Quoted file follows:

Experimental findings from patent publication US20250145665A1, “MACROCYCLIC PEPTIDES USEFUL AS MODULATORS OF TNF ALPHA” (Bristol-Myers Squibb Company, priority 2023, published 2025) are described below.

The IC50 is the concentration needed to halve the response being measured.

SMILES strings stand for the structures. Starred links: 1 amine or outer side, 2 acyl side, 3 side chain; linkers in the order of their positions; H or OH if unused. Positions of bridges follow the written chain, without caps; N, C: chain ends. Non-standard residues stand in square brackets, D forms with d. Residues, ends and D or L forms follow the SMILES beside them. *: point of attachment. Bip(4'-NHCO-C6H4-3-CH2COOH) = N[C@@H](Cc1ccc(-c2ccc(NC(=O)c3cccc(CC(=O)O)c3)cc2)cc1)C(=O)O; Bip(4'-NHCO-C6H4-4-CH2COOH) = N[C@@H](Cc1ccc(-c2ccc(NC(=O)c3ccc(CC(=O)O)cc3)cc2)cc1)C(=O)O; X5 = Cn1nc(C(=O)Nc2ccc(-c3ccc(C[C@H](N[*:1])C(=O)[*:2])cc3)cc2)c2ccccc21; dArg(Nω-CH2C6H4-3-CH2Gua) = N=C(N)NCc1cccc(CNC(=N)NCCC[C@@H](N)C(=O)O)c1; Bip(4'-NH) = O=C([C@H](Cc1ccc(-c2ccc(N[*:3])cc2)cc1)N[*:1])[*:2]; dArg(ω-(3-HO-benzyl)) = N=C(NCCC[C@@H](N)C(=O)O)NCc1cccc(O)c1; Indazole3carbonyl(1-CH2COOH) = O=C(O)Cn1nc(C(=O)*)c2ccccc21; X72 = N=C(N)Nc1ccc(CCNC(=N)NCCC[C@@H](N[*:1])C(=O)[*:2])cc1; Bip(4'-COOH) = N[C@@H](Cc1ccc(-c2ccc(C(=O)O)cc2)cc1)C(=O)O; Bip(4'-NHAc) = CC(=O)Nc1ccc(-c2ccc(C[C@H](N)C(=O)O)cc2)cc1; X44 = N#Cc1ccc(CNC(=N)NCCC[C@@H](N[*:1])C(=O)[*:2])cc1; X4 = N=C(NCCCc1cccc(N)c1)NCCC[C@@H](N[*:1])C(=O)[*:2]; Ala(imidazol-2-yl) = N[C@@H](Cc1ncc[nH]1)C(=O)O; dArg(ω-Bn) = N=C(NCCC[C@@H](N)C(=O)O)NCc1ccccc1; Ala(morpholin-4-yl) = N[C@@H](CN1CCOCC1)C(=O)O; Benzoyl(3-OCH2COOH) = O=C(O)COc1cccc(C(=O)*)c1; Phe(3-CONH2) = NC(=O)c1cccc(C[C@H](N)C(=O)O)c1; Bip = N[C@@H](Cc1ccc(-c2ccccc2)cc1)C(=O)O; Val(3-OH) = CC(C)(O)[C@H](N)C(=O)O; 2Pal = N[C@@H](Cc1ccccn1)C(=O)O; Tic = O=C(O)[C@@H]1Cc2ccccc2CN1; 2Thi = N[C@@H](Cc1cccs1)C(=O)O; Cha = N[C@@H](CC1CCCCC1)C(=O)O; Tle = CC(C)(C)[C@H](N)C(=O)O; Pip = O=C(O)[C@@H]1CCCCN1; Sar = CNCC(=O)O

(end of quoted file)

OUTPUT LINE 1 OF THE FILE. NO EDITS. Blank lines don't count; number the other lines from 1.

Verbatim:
Experimental findings from patent publication US20250145665A1, “MACROCYCLIC PEPTIDES USEFUL AS MODULATORS OF TNF ALPHA” (Bristol-Myers Squibb Company, priority 2023, published 2025) are described below.